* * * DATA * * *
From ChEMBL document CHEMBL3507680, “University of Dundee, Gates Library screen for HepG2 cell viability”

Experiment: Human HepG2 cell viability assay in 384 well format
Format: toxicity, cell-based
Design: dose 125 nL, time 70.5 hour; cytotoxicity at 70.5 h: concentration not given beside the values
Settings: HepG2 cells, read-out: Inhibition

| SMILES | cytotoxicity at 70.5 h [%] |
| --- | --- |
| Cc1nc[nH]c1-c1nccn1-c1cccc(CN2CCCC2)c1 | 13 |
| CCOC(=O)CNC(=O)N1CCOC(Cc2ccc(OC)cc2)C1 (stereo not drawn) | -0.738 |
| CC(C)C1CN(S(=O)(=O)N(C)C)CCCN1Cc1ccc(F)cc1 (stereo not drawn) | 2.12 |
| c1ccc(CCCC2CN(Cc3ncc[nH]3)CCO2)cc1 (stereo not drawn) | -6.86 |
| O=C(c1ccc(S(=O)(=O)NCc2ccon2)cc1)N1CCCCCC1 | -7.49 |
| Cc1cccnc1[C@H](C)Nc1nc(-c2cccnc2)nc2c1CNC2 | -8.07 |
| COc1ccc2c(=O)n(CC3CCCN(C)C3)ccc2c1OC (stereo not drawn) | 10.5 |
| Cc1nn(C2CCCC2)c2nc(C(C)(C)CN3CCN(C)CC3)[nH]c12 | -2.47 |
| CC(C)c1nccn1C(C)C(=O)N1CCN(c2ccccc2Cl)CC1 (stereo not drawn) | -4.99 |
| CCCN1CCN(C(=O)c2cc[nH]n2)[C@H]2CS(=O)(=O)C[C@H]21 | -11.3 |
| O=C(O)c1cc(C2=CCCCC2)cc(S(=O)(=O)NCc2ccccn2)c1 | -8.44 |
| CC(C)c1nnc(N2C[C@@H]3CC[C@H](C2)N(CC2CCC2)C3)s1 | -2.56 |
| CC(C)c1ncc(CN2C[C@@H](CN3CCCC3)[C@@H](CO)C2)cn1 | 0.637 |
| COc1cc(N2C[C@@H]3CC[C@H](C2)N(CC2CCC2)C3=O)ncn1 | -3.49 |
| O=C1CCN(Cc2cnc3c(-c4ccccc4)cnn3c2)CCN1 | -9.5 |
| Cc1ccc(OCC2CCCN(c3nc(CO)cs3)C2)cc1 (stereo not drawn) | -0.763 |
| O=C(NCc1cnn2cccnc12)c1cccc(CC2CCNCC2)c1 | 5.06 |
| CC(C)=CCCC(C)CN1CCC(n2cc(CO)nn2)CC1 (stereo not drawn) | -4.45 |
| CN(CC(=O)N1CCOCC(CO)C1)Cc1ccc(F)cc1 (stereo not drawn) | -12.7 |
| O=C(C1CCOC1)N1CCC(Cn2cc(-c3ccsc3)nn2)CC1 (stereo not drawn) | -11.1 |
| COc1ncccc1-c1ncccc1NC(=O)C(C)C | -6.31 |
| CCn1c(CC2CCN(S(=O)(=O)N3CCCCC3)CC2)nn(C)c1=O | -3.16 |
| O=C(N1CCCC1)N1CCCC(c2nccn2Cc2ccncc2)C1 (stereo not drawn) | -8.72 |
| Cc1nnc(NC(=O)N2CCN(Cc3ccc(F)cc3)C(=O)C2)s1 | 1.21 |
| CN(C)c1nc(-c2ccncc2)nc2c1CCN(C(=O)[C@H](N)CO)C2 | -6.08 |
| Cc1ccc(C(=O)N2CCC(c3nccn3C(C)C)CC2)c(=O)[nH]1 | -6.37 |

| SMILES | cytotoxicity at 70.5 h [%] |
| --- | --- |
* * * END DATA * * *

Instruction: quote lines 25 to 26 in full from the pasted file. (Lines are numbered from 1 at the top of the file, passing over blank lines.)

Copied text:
| CC(C)=CCCC(C)CN1CCC(n2cc(CO)nn2)CC1 (stereo not drawn) | -4.45 |
| CN(CC(=O)N1CCOCC(CO)C1)Cc1ccc(F)cc1 (stereo not drawn) | -12.7 |